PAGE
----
A full year in Pennsylvania with the nation’s third highest paid lawmakers, and we watched this week as they scramble to meet a deadline in the final days of the fiscal year.
The Republican-controlled state House of Representatives and Senate returned to Harrisburg on Tuesday, as leaders negotiated with Democratic Gov. Tom Wolf to agree on a roughly $42 billion budget plan before the July 1 start of a new fiscal year. According to the Associated Press, closed-door talks were still going on as Senate Republicans warned in a Monday afternoon statement that they were “far apart” with Wolf’s office.
The sticking points involve the amount of money Wolf wants for public schools. No surprise there: Republican lawmakers have balked every year at the governor’s ambitious plans to boost school funding in Pennsylvania.
While Wolf declared last year’s budget a success in getting $416 million more to schools, the budget nonetheless fell short of its potential with legislators putting $2.5 billion in a rainy day fund. This year’s state coffers are flush with some $12 billion in reserves and surpluses. It would take a deluge to justify keeping that for a rainy day.
According to reports, legislators are not discussing a broad-based tax cut. Wolf is proposing a $2,000 state stimulus to households with less than an $80,000 income to help with rising costs of housing, food, gas and child care. Also under discussion is increasing tax rebate amounts for seniors and disabled adults. (We favor the rebate expansion but not a one-time payment without remedy for the systemic issues driving costs of housing and child care).
The budget debate over education — a perennial dance between Republican legislators and Wolf — this year coincides with a lawsuit that has the potential to change the way schools are funded. Filed in 2014, the lawsuit is being brought by the Education Law Center, the Public Interest Law Center, O’Melveny & Myers LLP on behalf of six school districts, seven parents of children in those school districts, the Pennsylvania Association of Rural and Small Schools and the NAACP Pennsylvania State Conference.
“A slam dunk would be a court order recognizing the legislature is violating the constitution and that we can’t have these wide disparities among districts,” Mimi McKenzie, legal director of the Public Interest Law Center, said as the months-long trial came to a close. A ruling is expected this summer but will likely be followed by appeals.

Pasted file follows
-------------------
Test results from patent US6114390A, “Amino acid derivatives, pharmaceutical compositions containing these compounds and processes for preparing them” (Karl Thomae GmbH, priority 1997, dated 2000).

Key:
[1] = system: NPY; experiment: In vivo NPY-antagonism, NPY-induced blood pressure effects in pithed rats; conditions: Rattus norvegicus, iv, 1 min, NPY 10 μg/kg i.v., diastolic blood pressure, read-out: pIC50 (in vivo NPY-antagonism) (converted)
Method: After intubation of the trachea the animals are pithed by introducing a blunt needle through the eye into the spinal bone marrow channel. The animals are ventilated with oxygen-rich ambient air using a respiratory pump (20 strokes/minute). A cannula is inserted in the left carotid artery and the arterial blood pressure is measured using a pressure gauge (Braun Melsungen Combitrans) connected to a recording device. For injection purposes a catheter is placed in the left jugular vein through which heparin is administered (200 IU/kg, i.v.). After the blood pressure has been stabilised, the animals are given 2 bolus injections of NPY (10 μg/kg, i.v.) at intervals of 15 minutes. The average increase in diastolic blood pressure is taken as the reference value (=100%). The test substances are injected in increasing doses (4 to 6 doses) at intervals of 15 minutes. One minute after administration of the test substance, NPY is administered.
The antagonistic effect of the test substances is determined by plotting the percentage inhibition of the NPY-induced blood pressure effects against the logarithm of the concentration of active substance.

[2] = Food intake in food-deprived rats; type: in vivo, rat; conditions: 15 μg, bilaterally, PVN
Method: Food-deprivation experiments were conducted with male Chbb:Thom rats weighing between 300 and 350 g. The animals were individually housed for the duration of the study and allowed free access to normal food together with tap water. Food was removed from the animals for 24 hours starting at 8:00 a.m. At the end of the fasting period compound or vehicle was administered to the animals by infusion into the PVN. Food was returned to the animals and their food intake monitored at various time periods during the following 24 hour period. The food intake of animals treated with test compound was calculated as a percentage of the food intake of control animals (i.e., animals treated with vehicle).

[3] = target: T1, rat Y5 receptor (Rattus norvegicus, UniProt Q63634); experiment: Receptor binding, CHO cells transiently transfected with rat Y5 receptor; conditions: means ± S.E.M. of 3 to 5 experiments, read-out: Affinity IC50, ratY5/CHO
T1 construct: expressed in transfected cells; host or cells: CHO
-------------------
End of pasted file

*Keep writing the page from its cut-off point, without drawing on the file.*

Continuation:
In the budget negotiations, Wolf is seeking $1.8 billion more for instruction, operations and special education with $300 million set aside as Level Up funding for the 100 poorest districts and $200 million designated for special education.
As the deadline has loomed in this budget sprint, we are reminded of the lack of priority and urgency in Harrisburg.
The House this week advanced a proposal to require Pennsylvania’s four state-related universities to promise they are not conducting research with fetal tissue from elective abortions. Lawmakers also debated requiring Penn State to disclose the whereabouts of the statue of legendary football coach Joe Paterno that was removed from public view in 2012 in the fallout from the Jerry Sandusky sex abuse case. Sandusky was Paterno’s assistant coach.
“We’re looking at a statue that was paid for by an individual who remains nameless in a location that nobody knows and we’re sitting here with a budget negotiation, with the state budget that has to be done in a couple days,” said Rep. Scott Conklin, a Democrat who represents the State College area. “And we are going through a procedure of talking about a statue.”
In the end, we trust that the governor and legislature will agree on a spending plan, and we expect that it will include funding boosts for education, mental health, and clean streams, all identified as priorities by budget dealers. But we also expect that a good portion of the available $12 billion will be set aside for legislators’ pet projects from misguided election fraud investigations to causes that generate votes in their home districts.
Rep. Mike Carroll, D-Luzerne scolded his colleagues this week for injecting the Paterno controversy into the budget process. “We don’t govern for 51 weeks of the year,” he said. “This is the week. Let’s govern.”
No matter how rosy legislators and Wolf will make the budget outcome appear, waiting till the final days of the fiscal year is a failure. Lawmakers are working in a last-minute helter-skelter process behind closed doors. Citizens are denied transparency, thoughtful negotiation, and priorities that match pressing needs.
It’s a shameful state of affairs: Pennsylvania.
Source: Berkshire mont